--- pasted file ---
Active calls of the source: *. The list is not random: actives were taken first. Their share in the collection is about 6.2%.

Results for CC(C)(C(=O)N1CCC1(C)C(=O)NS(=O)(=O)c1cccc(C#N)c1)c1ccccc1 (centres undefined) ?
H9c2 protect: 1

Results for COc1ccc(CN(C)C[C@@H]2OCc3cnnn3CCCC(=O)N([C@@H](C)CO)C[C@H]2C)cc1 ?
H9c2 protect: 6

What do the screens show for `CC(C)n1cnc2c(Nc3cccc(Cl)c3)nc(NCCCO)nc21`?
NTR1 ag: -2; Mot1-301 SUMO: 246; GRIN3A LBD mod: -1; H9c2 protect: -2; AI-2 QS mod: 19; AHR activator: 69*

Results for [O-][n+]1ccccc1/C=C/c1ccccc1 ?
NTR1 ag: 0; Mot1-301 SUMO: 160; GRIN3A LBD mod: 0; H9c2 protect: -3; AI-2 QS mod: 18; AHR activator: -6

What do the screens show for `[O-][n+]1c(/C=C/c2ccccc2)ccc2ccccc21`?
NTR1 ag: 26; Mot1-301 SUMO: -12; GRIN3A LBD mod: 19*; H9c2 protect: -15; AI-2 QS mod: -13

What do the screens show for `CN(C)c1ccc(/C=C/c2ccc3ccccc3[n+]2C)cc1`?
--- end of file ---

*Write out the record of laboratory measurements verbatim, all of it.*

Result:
Active calls of the source: *. The list is not random: actives were taken first. Their share in the collection is about 6.2%.

Results for CC(C)(C(=O)N1CCC1(C)C(=O)NS(=O)(=O)c1cccc(C#N)c1)c1ccccc1 (centres undefined) ?
H9c2 protect: 1

Results for COc1ccc(CN(C)C[C@@H]2OCc3cnnn3CCCC(=O)N([C@@H](C)CO)C[C@H]2C)cc1 ?
H9c2 protect: 6

What do the screens show for `CC(C)n1cnc2c(Nc3cccc(Cl)c3)nc(NCCCO)nc21`?
NTR1 ag: -2; Mot1-301 SUMO: 246; GRIN3A LBD mod: -1; H9c2 protect: -2; AI-2 QS mod: 19; AHR activator: 69*

Results for [O-][n+]1ccccc1/C=C/c1ccccc1 ?
NTR1 ag: 0; Mot1-301 SUMO: 160; GRIN3A LBD mod: 0; H9c2 protect: -3; AI-2 QS mod: 18; AHR activator: -6

What do the screens show for `[O-][n+]1c(/C=C/c2ccccc2)ccc2ccccc21`?
NTR1 ag: 26; Mot1-301 SUMO: -12; GRIN3A LBD mod: 19*; H9c2 protect: -15; AI-2 QS mod: -13

What do the screens show for `CN(C)c1ccc(/C=C/c2ccc3ccccc3[n+]2C)cc1`?